(6) |

with and .

Before closing this section, let us consider the effect of the cosmic expansion on the instabilities. When the oscillation of the AD field starts, the Hubble parameter is comparable to . Hence the growth rate of the A-term instability is comparable to only if . However, since the amplitude of the AD field decreases as , quickly becomes smaller () and the growth rate is soon overcome by the cosmic expansion. Therefore, it seems that the A-term instability does not play an important role at least in the Q-ball formation. However, it is still nontrivial how the instability affects the evolution of Q-balls after they are formed, since the amplitude inside them is fixed.

## Iii Instabilities inside Q-ball

In the previous section we have found that the A-term causes the instabilities in the homogeneous motion of the AD field. Next let us investigate the instabilities due to the A-term inside the Q-ball. Without the A-term, the Q-ball solution for the potential (1) is obtained with use of the Gaussian ansatz Enqvist:1998en :

(7) | |||||

(8) |

where the Q-ball radius and angular velocity are given by

(10) | |||||

(11) |

To study the instabilities due to the A-term inside the Q-ball, we have numerically solved the evolution of the AD field on one and two dimensional lattices. The equation of motion for the potential (1) is

(12) |

We have neglected the expansion of the universe since the Q-balls decouple from the cosmic expansion once they are formed.

In the numerical calculations we have set and investigated several values of between and for both and , varying . For the Q-ball configuration, is evaluated at the center of the Q-ball; in Eq. (4) should be interpreted as , the field value at the center. Also we have added small initial seed for fluctuations of . The size of the lattices is and for 1D and 2D, respectively. A number of simulations with varying values of the lattice spacing and box size have been done to ensure that the exact values of the lattice parameters do not affect the results.

Then we have found that the Q-ball breaks up for larger than (see Tables 2 and 2 for the precise values). Figs. 6, 7 and 8 show how the Q-balls are dispersed by the A-term instabilities. It is worth noting that the Q-ball is actually stable for small enough values of . The critical values () above which the Q-ball becomes unstable due to the A-term instabilities for several values of are shown in Tables 2 and 2. We have followed the evolution until and then decided whether the Q-ball configuration is lost or not on the basis of the following criterion; if the total charge of the Q-ball is less than () of the initial value, we judge that the Q-ball is dispersed. We call this criterion A (B).

Criterion | ||||
---|---|---|---|---|

A | ||||

B |

Criterion | ||||
---|---|---|---|---|

A | ||||

B |

The critical value is found to depend on the values of both and to a certain degree. The dependence of on comes from the fact the instability bands have different structures between the cases of and (see Figs. 1 and 2). The dependence on the other variable, , possibly comes from the following two effects; (i) the Q-ball is more stable for larger ; (ii) the Q-ball is more tolerant to perturbations if its charge is larger, and the charge becomes larger for smaller with the amplitude fixed because of the dependence of the radius on (see Eq. (10)). Such a naive reasoning might explain the behavior of especially in Table 2.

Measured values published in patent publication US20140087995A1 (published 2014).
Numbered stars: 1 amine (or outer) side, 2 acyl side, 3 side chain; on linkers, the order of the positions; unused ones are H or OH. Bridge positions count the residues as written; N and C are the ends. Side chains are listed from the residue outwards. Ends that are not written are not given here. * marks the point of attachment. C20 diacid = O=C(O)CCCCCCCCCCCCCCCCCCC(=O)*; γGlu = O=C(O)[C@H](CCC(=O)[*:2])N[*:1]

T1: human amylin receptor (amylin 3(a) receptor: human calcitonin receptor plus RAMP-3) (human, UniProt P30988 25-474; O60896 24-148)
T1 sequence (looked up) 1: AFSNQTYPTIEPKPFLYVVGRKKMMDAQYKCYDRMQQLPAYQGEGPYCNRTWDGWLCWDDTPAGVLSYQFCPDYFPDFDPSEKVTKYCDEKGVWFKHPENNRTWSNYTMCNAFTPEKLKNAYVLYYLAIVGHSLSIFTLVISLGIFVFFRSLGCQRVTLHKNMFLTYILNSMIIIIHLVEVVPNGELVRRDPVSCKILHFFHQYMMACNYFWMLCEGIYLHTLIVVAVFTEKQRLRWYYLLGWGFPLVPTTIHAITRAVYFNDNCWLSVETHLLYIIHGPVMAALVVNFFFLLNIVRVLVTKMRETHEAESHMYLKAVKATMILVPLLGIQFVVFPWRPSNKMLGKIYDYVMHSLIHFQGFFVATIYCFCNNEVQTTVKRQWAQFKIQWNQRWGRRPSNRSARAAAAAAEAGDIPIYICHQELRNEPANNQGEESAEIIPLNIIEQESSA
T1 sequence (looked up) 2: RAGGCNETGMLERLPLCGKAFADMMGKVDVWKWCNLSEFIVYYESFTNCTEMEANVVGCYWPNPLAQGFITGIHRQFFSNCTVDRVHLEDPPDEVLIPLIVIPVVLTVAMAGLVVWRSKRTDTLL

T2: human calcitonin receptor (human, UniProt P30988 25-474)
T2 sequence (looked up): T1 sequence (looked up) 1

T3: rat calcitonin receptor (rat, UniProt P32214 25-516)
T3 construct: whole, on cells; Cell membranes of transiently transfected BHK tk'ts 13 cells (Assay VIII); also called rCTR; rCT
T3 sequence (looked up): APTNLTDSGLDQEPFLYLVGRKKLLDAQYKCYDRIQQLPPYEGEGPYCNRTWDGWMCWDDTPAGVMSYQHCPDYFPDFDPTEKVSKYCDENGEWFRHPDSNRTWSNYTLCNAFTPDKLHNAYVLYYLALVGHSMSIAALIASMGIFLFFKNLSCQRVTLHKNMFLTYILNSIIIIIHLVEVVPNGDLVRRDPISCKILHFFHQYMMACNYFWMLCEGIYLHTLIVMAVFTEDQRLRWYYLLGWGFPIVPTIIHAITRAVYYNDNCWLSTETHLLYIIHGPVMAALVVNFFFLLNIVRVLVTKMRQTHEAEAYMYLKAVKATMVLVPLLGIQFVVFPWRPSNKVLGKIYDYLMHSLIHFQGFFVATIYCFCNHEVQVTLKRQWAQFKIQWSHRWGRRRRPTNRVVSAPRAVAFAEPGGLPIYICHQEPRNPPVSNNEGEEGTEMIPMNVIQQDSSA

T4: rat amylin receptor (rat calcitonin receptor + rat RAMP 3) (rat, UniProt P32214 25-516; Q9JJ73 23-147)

Apart from the detailed dependence, can we tell a rough value of ? Put another way, is reasonable? It is conceivable that is determined by the competition between the growth of the instabilities and the relaxation of the Q-ball configuration. Since the Q-ball configuration minimizes the energy of the system in the limit of , the Q-ball tends to keep its configuration for a certain range of . It is expected that the relaxation time scale of the Q-ball is set by the mass of the AD field, , possibly multiplied by some powers of . On the other hand, the growth rate calculated from Eq. (6) is about for the critical values of . So, the relaxation time scale of the Q-ball should be around . This relaxation time scale is in an agreement with Ref. Multamaki:2001az where the excited Q-balls were studied by numerical simulations. Therefore it is probable that the instability due to the A-term destroy the Q-ball if its growth rate exceeds the inverse of the typical relaxation time scale of the Q-ball.

Lastly let us comment on the realistic value of at the Q-ball formation. When the AD field starts oscillating, should be order unity if and . Then the typical value of is given by , where is the amplitude of the AD field at the onset of oscillation. According to the numerical calculations (see e.g. Ref. Kasuya:2001hg ), . Thus the realistic value of is much smaller than :

(13) |

Note that becomes smaller while increases.

## Iv Conclusion

In this paper we have investigated how the A-term affects the evolution of the AD field, especially paying attention on the stability of the Q-balls. In the linear analysis we first have found that there exist instability bands similar to those of parametric resonance. The growth rate of the instabilities, however, is not so large after the baryon asymmetry is generated. Thus the Q-ball formation in the expanding universe would not be disturbed by the presence of the instabilities. Next we have studied the stability of Q-balls and estimated the critical value of , above which the Q-balls cannot stay stable, for several values of . From our result it is conceivable that is determined by the competition between the growth rate and the relaxation rate of the Q-balls. It should be also noted that the obtained is rather large in the realistic cosmological situations. Therefore the extensive studies on Q-balls thus far should remain valid, since the realistic value of should be smaller than . On the other hand, the instability found in the present paper may be important when Q-balls grow up by absorbing charge such as solitosynthesis Griest:1989bq .

Acknowledgments.— F.T. would like to thank the Japan Society for Promotion of Science for financial support.